“ All that the HPV vaccines have been proven to reduce is HPV infections and pre-cancerous cervical cancer lesions, a large fraction of which self-resolve without any treatment. As of today, we do not know if the HPV vaccines can actually prevent cervical cancer or simply postpone it,” said Lucia Tomljenovi, one of the authors of the 2011 paper.

According to Schimp, the cancers that the vaccines prevent do not generally happen until women are 45 to 55 years old.

“We don't have enough data to tell how much it’s impacted our cervical cancer or vaginal vulvar cancer rates,” she said.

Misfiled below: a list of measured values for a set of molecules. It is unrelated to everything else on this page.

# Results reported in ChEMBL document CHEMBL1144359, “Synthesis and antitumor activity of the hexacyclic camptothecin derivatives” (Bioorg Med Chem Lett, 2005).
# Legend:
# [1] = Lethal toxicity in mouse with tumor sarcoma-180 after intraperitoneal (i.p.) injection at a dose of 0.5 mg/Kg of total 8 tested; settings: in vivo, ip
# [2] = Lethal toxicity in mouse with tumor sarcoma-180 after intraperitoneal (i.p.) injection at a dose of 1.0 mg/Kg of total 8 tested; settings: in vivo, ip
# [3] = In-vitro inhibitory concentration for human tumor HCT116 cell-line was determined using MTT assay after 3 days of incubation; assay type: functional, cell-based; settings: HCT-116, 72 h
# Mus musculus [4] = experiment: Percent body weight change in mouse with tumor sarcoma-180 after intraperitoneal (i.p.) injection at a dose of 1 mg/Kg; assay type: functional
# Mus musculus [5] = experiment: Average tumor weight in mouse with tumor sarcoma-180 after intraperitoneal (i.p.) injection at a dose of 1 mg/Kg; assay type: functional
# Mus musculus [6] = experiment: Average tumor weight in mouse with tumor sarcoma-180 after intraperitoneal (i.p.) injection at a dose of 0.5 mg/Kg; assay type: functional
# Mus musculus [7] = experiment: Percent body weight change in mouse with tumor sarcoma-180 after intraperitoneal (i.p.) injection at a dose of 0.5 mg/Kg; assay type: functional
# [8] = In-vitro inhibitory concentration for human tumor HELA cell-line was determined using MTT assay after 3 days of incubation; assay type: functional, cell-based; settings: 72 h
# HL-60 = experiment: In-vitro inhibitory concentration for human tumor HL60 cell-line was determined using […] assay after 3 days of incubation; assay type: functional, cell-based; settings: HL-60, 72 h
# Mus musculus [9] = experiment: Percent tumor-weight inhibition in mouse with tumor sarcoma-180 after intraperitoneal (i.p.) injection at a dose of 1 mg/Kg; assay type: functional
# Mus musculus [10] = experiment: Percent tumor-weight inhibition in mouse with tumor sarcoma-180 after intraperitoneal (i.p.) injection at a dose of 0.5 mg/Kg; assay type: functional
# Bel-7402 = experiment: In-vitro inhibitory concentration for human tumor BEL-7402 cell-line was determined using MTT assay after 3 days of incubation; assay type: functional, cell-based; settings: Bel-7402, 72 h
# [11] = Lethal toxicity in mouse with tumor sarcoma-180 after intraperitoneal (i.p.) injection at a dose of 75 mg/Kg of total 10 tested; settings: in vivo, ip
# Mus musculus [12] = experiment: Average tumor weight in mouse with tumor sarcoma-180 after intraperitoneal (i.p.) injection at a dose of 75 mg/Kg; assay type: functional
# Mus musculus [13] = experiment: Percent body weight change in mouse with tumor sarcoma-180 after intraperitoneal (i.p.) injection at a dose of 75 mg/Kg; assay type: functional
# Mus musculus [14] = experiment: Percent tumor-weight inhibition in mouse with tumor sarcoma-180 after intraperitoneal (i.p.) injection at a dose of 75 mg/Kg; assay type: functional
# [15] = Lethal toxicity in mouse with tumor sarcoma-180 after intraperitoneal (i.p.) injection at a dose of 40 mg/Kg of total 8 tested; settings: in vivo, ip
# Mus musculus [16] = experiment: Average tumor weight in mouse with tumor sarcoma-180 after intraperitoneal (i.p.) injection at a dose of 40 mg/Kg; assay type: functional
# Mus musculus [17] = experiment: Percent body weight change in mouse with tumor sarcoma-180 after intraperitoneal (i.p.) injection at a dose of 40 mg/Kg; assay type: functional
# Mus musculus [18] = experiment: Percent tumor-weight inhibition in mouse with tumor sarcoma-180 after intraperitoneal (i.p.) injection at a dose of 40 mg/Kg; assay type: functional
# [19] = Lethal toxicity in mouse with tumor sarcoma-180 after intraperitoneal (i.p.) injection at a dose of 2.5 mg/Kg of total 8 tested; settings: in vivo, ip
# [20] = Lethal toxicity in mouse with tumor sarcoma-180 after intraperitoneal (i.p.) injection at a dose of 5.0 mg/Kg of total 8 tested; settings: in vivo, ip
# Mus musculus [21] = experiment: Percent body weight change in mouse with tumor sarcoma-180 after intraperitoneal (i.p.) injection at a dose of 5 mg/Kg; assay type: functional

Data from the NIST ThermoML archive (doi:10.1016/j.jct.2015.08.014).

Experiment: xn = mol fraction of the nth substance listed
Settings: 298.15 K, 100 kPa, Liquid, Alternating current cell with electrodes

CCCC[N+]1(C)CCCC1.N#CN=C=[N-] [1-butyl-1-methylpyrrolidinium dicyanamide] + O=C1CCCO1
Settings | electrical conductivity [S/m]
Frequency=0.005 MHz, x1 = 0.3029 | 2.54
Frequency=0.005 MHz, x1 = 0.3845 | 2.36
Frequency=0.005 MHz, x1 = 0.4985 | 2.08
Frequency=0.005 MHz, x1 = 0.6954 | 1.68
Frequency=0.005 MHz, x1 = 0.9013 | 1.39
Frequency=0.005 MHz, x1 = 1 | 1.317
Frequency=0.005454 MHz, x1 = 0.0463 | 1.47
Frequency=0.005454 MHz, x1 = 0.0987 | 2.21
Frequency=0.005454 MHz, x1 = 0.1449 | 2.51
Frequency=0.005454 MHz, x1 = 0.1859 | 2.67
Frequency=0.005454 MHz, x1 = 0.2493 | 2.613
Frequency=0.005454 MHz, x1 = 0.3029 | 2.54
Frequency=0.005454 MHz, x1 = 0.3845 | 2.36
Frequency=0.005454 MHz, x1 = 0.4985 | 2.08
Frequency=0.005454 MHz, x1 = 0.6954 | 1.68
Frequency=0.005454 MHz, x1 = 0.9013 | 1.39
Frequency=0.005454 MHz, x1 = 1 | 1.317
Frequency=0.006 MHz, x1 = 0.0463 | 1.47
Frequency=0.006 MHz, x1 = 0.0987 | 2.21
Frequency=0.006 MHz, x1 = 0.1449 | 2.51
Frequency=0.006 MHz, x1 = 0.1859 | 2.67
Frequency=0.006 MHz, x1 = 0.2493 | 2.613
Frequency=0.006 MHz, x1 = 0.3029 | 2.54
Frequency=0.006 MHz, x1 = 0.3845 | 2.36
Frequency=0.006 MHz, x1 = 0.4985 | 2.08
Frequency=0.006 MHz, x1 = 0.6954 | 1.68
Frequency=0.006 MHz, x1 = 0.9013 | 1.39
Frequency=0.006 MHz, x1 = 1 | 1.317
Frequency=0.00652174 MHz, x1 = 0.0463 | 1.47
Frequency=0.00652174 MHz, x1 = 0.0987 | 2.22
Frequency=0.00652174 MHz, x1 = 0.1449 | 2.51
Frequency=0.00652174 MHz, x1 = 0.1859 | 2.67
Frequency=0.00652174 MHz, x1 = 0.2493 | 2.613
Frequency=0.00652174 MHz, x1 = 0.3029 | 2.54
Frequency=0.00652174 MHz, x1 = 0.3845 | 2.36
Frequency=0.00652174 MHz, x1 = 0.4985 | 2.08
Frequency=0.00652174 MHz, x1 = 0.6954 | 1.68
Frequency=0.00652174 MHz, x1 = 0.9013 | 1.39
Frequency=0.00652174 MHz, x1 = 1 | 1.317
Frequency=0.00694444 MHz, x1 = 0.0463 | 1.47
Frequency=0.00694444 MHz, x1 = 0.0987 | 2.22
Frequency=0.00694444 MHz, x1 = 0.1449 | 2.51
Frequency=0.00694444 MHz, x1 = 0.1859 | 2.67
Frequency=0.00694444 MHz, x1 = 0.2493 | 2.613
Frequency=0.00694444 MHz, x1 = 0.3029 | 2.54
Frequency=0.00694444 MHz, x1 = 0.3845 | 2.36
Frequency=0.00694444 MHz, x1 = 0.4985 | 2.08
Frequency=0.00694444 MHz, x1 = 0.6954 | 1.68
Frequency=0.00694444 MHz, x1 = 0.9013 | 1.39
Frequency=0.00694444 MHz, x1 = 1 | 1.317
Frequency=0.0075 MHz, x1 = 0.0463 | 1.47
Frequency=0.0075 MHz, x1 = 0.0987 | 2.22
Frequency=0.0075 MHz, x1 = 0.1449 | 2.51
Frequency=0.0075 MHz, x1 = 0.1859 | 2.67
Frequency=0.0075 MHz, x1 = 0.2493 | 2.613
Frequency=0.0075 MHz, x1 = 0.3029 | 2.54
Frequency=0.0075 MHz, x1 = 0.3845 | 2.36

However, Schimp said the benefit of the vaccine far outweighs the risk and that she would have her own children vaccinated.

Chad and his sister, Danielle, said they do not see it that way because they are part of that small percentage of individuals to experience side effects.

“If I could go back in time, go back in time to 2009, I wouldn't do it, but everybody's different. Just do your research,” said Theresa Tomoser.